EHS Corporate Care
Busy executives often suffer from stress, exhaustion, headaches and other common maladies – yet, these can also signal gluten intolerance or celiac disease.
While gluten sensitivity and celiac disease are considered inherited conditions, sadly, both seem to be on the rise with researchers finding that this dietary staple negatively affects approximately 15 percent of the U.S. population. This may be due to findings that both celiac disease and gluten intolerance can be exacerbated by emotional stress, infection, surgery, pregnancy and childbirth.
In the Western diet, it’s tough to avoid gluten. Gluten is a protein composite that appears in foods processed from wheat and related species, including barley and rye. True gluten, with gliadin and glutenin, is limited to certain members of the grass family, and while the stored proteins of maize (corn) and rice are sometimes called glutens, their proteins differ from wheat gluten because they lack gliadin.
While dietary wheat-based staples such as bread and pasta are easy to spot, gluten is also included in everything from beer and pudding to salad dressing and cold cuts. Plus, labels don’t always tell the full story. Although some gluten can be removed from the wheat flour, it’s impossible to remove 100 percent. Yet, according the Food and Drug Administration, if a certain amount of gluten is removed, the food product can be labeled “gluten free.” This categorization is comparable to the ability to label food products as zero calories even though a serving contains 4 or fewer calories.
There is a significant difference between gluten intolerance and celiac disease. Gluten intolerance is considered sensitivity without much measurable damage, while celiac disease is an immune reaction, a severe, sudden onset allergic reaction to the protein gluten. Celiac is also a disease of malabsorbtion because essential nutrients are not absorbed due to a damaged intestinal mucosa. This is why one of the most devastating symptoms of long-term undiagnosed celiac disease is malnutrition. Sadly, some people with celiac disease may not have symptoms, but malabsorbtion and malnutrition can erode health over years.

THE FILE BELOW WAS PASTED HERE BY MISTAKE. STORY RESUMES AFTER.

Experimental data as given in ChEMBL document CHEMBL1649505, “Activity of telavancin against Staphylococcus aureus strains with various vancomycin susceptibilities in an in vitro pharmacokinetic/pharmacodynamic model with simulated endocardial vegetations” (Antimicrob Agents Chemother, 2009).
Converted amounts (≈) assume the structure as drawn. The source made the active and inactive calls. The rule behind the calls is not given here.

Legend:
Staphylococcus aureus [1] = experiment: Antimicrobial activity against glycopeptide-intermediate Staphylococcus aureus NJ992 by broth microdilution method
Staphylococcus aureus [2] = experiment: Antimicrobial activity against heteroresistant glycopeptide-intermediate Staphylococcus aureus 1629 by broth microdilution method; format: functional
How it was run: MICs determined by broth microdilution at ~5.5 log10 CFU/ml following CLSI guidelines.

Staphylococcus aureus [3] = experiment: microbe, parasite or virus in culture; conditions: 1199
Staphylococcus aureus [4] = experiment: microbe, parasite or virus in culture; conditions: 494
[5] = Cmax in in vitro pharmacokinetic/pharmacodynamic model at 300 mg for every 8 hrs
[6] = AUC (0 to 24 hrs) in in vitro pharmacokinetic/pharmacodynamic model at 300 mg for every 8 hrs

Along with minimal symptoms, until recently it was challenging to diagnose celiac disease because symptoms are varied and similar to other diseases. Crohn’s disease, chronic fatigue syndrome, iron deficiency, irritable bowel syndrome, candidiasis, and intestinal infections can all have similar symptoms. In fact, there may be a cross over between gluten intolerance, and some of these illnesses causing a combination of issues made worse by the daily diet.
The only way to resolve this condition is to avoid consuming gluten. If you think you have gluten sensitivity or celiac disease, make an appointment with your doctor at EHS Corporate Care. Prior to your appointment, continue to eat an ordinary diet including gluten so we can accurately test for raised levels of certain antibodies in the blood. If the results indicate an allergy to gluten, we will evaluate the need to refer you to a gastroenterologist for a small bowel biopsy via upper GI endoscopy to reveal if there is any damage to the villi in the small intestine. From there, we can develop a diet and nutrition plan to heal and protect your future health.
John P. Mamana, M.D.
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